Members of the Baltimore City Community Relations Commission are advocating for Mayor Catherine E. Pugh to reinstate state Sen. Jill P. Carter as director of the city’s civil rights office.
Carter stepped down in May to the position of deputy in the agency after City Solicitor Andre M. Davis informed her that state ethics law prohibits her from holding the positions of state senator and director of the Baltimore City Office of Civil Rights and Wage Enforcement at the same time.
Carter, a lawyer, has told council members she disagrees with the way Davis, a former federal judge, interprets the law.
Commission members wrote Pugh this month, telling the mayor that Carter’s reinstatement to the top of the agency is “critical” to its mission and warning her departure could be a “blow to a body that needs leadership stability.” The council investigates claims of discrimination in Baltimore.
“We ask that Director Carter be reinstated as soon as possible,” wrote the Rev. S. Todd Yeary, the commission’s chairman.
The Office of Civil Rights works with the commission and the Civilian Review Board — a panel that provides civilian oversight for police, reviewing cases of alleged misconduct and providing recommendations to the Baltimore Police Department.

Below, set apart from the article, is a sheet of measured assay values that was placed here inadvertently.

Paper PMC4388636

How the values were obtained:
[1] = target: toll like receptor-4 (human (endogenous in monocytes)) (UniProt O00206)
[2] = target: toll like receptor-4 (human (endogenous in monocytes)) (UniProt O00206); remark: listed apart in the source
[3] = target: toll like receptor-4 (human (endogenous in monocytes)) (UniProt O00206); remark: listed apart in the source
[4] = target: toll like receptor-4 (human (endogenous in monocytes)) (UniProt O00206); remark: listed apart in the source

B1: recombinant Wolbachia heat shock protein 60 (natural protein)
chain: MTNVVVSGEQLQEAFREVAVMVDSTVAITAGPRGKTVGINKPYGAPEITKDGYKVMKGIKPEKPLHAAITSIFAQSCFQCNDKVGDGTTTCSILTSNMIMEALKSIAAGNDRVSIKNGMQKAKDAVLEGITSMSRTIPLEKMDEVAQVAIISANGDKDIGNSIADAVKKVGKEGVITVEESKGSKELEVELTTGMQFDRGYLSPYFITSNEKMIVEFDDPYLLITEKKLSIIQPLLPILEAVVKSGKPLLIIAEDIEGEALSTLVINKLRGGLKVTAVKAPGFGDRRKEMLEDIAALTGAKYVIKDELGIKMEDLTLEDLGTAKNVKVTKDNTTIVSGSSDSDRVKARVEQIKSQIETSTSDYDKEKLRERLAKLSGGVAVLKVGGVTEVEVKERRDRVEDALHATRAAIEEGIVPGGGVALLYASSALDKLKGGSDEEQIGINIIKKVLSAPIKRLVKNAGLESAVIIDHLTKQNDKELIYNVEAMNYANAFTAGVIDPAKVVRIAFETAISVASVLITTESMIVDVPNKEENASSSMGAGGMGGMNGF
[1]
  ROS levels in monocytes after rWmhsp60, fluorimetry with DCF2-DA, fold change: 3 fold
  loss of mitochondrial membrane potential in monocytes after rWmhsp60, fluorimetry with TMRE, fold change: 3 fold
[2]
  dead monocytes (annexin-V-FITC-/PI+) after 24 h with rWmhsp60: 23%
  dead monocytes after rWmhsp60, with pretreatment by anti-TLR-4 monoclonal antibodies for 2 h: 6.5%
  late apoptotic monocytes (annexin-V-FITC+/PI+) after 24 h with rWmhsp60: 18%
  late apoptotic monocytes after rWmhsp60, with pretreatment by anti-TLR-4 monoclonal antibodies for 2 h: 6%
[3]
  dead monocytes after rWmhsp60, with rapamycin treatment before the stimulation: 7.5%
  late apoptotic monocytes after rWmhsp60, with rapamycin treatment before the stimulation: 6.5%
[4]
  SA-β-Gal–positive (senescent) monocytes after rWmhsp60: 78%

Pugh has been advertising for a new director for the office since last month.
The mayor said Thursday she’s “grateful for the role [Carter] has played in the department,” but doesn’t see how she can lead the agency while being a lawmaker in Annapolis.
“Each year, because of her new position and role as state senator, she is required to be in Annapolis 90 days, a quarter of the year, to serve her constituents and the citizens of Baltimore who elected her,” Pugh said.
Carter and the city solicitor declined to comment.
Carter, a former state delegate, was an early supporter of Pugh during her run for Baltimore mayor in 2016 and was seen with her frequently on the campaign trail. After becoming mayor, Pugh hired Carter to lead the civil rights office.